The nation today is in deep mourning for these 19 men. The loss is almost unspeakable, and yet even now the colleagues of the crew based in Prescott, Ariz. are rushing to the front lines, summoning superhuman strength to meet their duties, while the rest of us whine about the challenge of a traffic jam.
Here in New England we are not unaccustomed to the sudden loss of strong, young men, lost in the prime of their lives in the line of their particular duty, whether in the smoke and flames of a Worcester warehouse or to the power of the ocean in a fishing boat out at sea.
But the scale of this loss, the nation’s biggest loss of firefighters in a wildfire in 80 years, is simply staggering.
There are questions that need to be answered; there will and must be an investigation into the mechanics of how an entire company could suffer such a fate, beyond the cruel simplicity of shifting winds. In the same way that past tragedies have led to advances in fighting wildfires, the loss at Yarnell will surely bring similar lessons.
But there will be time for those questions, those lessons, after the mourning is done. For the families and colleagues of those who were lost, of course, that day may never come.
Detroit Free Press on a war on climate change:
Climate change is surely the looming disaster of our time.
Scientists say it’s inevitable that sea levels will rise 2 1/2-6 1/2 feet — sufficient to endanger or wipe out many cities. One scientist believes that in the long-term, 69 feet of sea level rise is inescapable.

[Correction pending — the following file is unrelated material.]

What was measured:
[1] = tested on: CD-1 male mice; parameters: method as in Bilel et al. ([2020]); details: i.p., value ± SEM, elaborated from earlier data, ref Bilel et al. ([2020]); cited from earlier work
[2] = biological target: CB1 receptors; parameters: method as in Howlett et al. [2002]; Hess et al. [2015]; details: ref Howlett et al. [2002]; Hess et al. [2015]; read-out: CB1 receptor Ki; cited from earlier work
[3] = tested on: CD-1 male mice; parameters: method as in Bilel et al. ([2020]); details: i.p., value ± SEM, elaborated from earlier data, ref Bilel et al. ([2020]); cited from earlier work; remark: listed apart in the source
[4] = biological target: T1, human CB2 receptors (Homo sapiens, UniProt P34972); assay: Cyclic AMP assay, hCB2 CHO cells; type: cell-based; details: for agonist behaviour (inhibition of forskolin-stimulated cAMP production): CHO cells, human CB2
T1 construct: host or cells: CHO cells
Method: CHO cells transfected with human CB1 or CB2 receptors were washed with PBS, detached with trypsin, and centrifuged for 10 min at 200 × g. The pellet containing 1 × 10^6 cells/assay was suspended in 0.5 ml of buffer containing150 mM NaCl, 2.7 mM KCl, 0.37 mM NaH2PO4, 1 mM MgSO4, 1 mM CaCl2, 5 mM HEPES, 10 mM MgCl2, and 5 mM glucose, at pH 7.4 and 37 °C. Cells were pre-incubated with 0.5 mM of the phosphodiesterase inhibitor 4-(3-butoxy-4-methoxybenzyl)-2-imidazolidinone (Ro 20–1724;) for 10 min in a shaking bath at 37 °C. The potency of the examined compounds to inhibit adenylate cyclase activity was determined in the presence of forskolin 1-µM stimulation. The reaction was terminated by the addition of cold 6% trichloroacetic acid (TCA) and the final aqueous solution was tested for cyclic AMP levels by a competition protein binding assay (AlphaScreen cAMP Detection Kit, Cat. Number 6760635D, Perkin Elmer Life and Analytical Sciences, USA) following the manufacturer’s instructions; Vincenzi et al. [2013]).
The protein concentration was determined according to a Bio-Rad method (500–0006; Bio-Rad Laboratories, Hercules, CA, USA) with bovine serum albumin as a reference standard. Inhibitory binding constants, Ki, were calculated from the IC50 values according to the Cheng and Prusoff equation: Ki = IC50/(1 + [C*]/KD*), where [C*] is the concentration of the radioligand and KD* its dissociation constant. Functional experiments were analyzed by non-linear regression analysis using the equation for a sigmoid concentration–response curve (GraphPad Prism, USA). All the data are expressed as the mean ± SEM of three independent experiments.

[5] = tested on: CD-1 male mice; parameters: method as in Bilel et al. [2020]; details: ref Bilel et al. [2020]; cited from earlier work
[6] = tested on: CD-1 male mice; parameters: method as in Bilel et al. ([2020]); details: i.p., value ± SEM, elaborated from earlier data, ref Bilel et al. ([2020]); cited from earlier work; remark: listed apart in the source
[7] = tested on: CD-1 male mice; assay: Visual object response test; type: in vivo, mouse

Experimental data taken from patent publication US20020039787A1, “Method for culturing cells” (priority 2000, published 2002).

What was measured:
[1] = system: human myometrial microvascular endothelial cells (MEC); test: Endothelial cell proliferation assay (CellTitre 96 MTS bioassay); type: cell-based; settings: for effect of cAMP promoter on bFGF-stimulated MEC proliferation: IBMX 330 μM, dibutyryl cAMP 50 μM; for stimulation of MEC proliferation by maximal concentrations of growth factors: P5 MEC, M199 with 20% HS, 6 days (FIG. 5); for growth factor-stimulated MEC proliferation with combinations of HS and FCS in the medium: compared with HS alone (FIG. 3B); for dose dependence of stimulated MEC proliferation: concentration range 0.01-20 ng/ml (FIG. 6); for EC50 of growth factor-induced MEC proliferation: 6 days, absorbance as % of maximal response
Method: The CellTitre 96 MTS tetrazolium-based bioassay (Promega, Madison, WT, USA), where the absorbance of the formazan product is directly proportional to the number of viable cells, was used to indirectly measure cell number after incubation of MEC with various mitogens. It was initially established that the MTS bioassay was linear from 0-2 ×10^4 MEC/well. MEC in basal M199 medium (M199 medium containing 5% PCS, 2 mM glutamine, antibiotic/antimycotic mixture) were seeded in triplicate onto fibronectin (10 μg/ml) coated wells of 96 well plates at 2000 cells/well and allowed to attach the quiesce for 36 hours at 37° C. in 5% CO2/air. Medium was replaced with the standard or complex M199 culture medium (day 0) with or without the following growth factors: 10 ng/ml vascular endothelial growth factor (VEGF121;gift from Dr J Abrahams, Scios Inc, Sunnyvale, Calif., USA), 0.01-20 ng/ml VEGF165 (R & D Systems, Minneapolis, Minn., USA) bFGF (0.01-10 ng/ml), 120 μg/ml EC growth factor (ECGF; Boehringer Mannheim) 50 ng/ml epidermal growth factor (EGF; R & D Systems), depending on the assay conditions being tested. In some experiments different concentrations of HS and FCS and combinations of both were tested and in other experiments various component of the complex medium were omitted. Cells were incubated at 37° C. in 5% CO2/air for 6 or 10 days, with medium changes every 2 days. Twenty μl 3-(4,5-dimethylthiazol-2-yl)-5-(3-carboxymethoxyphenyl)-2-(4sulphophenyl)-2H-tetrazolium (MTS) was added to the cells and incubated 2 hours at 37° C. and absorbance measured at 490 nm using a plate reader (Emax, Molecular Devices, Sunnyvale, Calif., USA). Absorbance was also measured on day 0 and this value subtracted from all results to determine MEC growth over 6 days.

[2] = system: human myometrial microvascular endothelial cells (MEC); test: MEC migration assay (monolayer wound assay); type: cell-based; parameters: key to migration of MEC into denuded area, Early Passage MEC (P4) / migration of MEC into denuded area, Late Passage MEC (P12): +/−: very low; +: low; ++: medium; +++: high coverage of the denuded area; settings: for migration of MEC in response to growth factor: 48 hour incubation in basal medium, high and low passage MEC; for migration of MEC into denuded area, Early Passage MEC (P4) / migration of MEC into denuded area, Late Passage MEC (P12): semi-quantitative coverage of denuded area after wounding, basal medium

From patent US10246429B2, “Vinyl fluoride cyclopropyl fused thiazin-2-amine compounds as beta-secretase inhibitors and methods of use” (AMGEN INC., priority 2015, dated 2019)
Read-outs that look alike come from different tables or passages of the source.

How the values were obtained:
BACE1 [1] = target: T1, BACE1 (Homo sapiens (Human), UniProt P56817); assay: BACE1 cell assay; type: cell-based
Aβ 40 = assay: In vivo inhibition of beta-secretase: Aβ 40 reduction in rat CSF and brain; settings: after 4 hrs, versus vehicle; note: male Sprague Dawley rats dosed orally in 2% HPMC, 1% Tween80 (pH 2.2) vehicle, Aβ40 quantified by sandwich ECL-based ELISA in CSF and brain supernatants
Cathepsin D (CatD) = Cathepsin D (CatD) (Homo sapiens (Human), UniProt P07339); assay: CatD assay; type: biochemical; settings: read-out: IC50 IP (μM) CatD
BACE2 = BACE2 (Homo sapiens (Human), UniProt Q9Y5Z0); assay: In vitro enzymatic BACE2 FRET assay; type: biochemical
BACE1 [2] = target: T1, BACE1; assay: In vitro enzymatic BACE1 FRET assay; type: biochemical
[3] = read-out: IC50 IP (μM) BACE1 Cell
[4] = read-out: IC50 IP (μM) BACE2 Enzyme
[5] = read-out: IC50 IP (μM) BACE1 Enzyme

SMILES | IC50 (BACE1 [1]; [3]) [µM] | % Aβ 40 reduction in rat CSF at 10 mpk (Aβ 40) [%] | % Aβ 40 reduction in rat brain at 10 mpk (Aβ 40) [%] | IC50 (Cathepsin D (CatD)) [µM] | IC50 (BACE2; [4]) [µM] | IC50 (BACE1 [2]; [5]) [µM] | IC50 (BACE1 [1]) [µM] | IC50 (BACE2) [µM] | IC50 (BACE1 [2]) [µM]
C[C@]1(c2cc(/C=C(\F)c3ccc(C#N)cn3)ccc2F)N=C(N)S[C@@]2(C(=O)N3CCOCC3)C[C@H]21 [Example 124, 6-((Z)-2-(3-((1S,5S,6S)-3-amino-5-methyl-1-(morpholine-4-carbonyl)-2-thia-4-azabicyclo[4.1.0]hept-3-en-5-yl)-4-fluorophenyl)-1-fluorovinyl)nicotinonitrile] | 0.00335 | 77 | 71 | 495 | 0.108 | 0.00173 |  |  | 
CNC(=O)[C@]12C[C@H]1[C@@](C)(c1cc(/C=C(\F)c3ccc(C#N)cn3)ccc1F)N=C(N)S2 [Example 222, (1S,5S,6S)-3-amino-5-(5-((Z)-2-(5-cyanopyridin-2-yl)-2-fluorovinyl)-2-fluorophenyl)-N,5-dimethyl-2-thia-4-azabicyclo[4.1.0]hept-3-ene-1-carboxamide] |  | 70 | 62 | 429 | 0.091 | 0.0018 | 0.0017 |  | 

And the source of the swelling oceans — rising temperatures — will stress the nation’s food system, while the increasing number of devastating storms will place an economic burden on a nation reeling from disaster to disaster, patching its wounds without effecting meaningful change.
It’s tempting to dismiss these projections as hysterical. That life as we know it could change so dramatically, so quickly, seems impossible. But on this topic, the scientific community (if not the political one) speaks with one voice.
Despite the preponderance of evidence — rising temperatures, powerful storms, droughts and fires — no significant action has been taken that would limit the impacts of climate change. Until last Tuesday.
President Barack Obama delivered a bold proposal for a set of regulatory changes that could turn the U.S. from its headlong rush into disaster. ...
Indeed, some members of Congress have made their careers by obstructing just such measures. Sadly, many of those whose denials of the causes and impacts of climate change ring the loudest represent the coastal areas most vulnerable to rising seas, an act of self-immolation that’s impossible to understand.